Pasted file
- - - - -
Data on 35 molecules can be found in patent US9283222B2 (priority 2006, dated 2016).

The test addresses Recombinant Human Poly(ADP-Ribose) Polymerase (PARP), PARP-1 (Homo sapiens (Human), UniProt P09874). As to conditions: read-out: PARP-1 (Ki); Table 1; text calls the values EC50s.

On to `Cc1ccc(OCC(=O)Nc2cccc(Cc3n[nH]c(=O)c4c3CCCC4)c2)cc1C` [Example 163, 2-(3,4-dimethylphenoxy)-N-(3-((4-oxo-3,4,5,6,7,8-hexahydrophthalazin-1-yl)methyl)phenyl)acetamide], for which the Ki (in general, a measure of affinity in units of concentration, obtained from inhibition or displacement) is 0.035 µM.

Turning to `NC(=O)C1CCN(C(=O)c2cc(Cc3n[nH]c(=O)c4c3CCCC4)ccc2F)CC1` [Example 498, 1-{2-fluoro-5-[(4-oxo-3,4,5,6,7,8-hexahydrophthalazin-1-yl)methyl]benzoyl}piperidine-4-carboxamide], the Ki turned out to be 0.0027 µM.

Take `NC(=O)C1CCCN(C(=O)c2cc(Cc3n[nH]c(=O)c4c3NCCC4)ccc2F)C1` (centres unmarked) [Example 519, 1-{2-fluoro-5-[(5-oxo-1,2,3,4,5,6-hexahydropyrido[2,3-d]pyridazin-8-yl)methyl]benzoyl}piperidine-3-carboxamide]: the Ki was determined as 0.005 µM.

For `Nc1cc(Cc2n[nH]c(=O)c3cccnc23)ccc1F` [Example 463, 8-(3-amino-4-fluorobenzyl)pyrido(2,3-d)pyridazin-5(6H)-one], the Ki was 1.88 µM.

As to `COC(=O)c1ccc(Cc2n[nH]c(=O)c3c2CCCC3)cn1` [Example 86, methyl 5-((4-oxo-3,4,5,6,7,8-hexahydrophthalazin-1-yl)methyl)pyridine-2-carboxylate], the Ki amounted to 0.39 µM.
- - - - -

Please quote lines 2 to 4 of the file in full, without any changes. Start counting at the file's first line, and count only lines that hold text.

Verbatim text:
The test addresses Recombinant Human Poly(ADP-Ribose) Polymerase (PARP), PARP-1 (Homo sapiens (Human), UniProt P09874). As to conditions: read-out: PARP-1 (Ki); Table 1; text calls the values EC50s.

On to `Cc1ccc(OCC(=O)Nc2cccc(Cc3n[nH]c(=O)c4c3CCCC4)c2)cc1C` [Example 163, 2-(3,4-dimethylphenoxy)-N-(3-((4-oxo-3,4,5,6,7,8-hexahydrophthalazin-1-yl)methyl)phenyl)acetamide], for which the Ki (in general, a measure of affinity in units of concentration, obtained from inhibition or displacement) is 0.035 µM.

Turning to `NC(=O)C1CCN(C(=O)c2cc(Cc3n[nH]c(=O)c4c3CCCC4)ccc2F)CC1` [Example 498, 1-{2-fluoro-5-[(4-oxo-3,4,5,6,7,8-hexahydrophthalazin-1-yl)methyl]benzoyl}piperidine-4-carboxamide], the Ki turned out to be 0.0027 µM.